Je Suis Charlie


I looked at my blog plan this morning and saw the title ‘The Best Tarte Tatin in Paris’ but following the attack at Charlie Hebdo today it doesn’t feel appropriate to write about apple tart.  I’ll write that one another day.

Followers of my blog will know that I usually write about the history of Paris. I write about French vocab. I write about my attempts to get my novel published. I’m not a controversial blogger and I don’t write about politics – not because I’m afraid of them, they just aren’t my area.

So then I thought that maybe I wouldn’t write anything. Maybe it would be inappropriate to write about Paris at all today.

But it would be inappropriate to not write tonight.

I write about Paris because I love it. I love Paris and I’m not ashamed to say so.

I love Paris because it is resilient. It is a strong city that has overcome some of Europe’s bloodiest wars and grown into a glorious city of peace. I never once experienced homophobia in Paris and, moving there at 18 from a small northern English town, this was a revelation. I remember being a student and having after-dark dinner parties with Muslim friends during Ramadan and thinking what an amazing and diverse place it was. Of course, like every major city, there are problems with integration, poverty, crime and, sadly, extremism. Nobody could claim Paris is perfect but there isn’t a city in the world that could make that claim.

I love Parisians.  I love how they speak their mind. I love going to a café and hearing the owner having an argument with a chef and not caring at all that customers can hear. I love that people tut and grumble at each other in the metro. I love how unapologetic they are for their opinions. In London, everything is prefaced with ‘sorry’. ‘Sorry, is that seat free?’ ‘Sorry, can I get past?’  There are fewer sorries in Paris.

I love how Parisians protest. How they stand out in the street in the rain, sun, sleet and snow and demand that their government follow their wishes. I don’t agree with everything they ask for of course – the anti-gay marriage protests had my blood boiling like nothing else. But they’re out there at least, campaigning for what they believe in, unafraid to speak their minds. Unafraid to express themselves. They know it is their right to do so.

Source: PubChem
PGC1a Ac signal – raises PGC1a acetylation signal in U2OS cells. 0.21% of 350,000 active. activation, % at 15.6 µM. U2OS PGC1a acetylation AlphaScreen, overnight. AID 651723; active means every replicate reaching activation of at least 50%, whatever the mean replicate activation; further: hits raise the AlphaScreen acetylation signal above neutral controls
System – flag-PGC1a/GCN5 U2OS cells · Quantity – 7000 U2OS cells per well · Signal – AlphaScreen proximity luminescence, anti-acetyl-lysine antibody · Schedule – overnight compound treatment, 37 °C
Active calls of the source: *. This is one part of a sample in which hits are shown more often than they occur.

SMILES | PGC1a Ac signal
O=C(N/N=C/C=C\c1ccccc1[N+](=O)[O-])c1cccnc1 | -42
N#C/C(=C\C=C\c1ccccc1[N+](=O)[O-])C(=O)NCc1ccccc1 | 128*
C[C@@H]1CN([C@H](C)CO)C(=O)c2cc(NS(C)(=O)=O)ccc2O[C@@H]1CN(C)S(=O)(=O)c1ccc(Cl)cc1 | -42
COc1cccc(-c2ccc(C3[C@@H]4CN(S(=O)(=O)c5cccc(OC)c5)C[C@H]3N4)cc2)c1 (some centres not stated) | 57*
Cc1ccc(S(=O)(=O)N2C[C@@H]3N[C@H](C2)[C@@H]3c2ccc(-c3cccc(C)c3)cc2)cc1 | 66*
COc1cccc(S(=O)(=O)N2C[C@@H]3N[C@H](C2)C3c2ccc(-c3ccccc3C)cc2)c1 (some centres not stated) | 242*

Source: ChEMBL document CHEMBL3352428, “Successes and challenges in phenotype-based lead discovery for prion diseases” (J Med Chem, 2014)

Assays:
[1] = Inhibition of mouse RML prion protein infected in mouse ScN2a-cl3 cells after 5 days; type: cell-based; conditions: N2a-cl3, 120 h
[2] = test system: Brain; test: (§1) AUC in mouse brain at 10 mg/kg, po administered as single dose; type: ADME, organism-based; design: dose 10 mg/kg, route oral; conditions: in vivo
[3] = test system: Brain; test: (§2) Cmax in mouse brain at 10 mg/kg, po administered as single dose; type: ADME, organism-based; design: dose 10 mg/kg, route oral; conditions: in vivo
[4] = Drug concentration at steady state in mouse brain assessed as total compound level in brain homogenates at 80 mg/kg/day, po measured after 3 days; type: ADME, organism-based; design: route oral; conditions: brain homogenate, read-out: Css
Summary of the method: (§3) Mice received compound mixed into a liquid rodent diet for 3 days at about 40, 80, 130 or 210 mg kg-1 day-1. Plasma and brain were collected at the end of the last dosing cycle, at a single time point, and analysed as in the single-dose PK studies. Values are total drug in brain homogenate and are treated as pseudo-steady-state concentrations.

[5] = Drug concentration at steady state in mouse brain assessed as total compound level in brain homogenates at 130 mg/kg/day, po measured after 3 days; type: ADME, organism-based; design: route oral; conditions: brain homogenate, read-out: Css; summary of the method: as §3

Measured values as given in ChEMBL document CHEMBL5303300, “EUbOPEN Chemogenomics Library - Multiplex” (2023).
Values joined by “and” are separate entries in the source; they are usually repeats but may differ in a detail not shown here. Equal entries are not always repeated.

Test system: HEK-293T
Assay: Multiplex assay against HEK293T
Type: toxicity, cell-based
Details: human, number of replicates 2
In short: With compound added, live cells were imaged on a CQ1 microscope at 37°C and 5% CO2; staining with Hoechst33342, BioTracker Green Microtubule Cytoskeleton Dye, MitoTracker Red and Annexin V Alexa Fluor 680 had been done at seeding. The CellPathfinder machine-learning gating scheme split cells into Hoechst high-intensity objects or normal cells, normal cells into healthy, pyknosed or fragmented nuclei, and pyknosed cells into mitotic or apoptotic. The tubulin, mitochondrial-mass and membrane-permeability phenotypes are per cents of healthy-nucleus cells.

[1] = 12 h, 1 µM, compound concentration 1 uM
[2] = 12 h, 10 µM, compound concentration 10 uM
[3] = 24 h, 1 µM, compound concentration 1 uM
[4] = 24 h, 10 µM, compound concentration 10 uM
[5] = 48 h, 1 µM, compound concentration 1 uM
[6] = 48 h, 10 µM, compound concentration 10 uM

So when I read the news reports this afternoon I was deeply saddened. The attack on Charlie Hebdo is an attempt to suppress the freedom of expression that makes Paris and Parisians who they are. It’s an attack on everybody’s freedom. It is made doubly sad by being a senseless taking of life that is deplorable and thoroughly unjustifiable.

If I were still living in Paris you would have found me on Place de la Republique this evening. Instead I joined the crowds gathered on Trafalgar Square and held a pen in the air in solidarity with the city I love and in memory of those who lost their lives so tragically this afternoon.

It is a sad day but Paris is strong. JE SUIS CHARLIE.

trafalgar square

Crowds on Trafalgar Square. 7 January 2015.


17 responses to “Je Suis Charlie

  1. I loved what you have written. I felt the same exact way about writing on political or religious matters. But after the events of yesterday, I felt that I couldn’t and shouldn’t avoid it. If there were ever a time to share an opinion, it is now.

    Beautifully said. Thanks for your post .

  2. Andrew, I empathized with your hesitancy in writing this blog and thought your integrity and disbelief of the horrific shooting of the staff at Charlie Hebdo echoes thoughts and opinions from around the world. Tonight at the opposite end of the world in Aotearoa, New Zealand ex-pat French citizens alongwith other people are gathered together to express there disbelief and concerns and like other cities around the world will hold a candlelight vigil.
    It was a sad day for Paris and the rest of the world.

  3. I love this piece Andrew, and I’m glad to discover you thanks to your comment on my je suis Charlie attempt. I like to think of you in Trafalgar Square with pen held high! Have you seen the photos of pens in breast pockets and safety pins in lapels. Such homely objects to be signs of resistance. Perfect. There are a lot of us.

    • I haven’t seen those but I’ll certainly look out for them. Thanks so much for following my blog and for your nice comment. It’s always great to connect with fellow Francophiles!

  4. I loved this Andrew and am glad to discover you thanks to your comment on my Je Suis Charlie attempt. I like to think of you holding pens high in Trafalgar Square. Did you see the photo of pens in breast pockets and safety pins on lapels as symbols of resistance to terrorism. Such homely objects. Perfect. There are a lot of us!

  5. Hi Andrew, thanks for the follow! What an absolutely incredible gathering today in Paris. A wonderful response to the week’s atrocities. I’ve never been to Paris – I’m a country girl. I’d love to go one day just to experience it. I’ll pop back soon to check out the Tarte Tatin!

    • The march has been incredible to watch. So comforting to see so many people out on the streets, united with one purpose. What a wonderful response to such terrible acts. Thanks for commenting too. And you already know I’d recommend the tarte tatin 🙂

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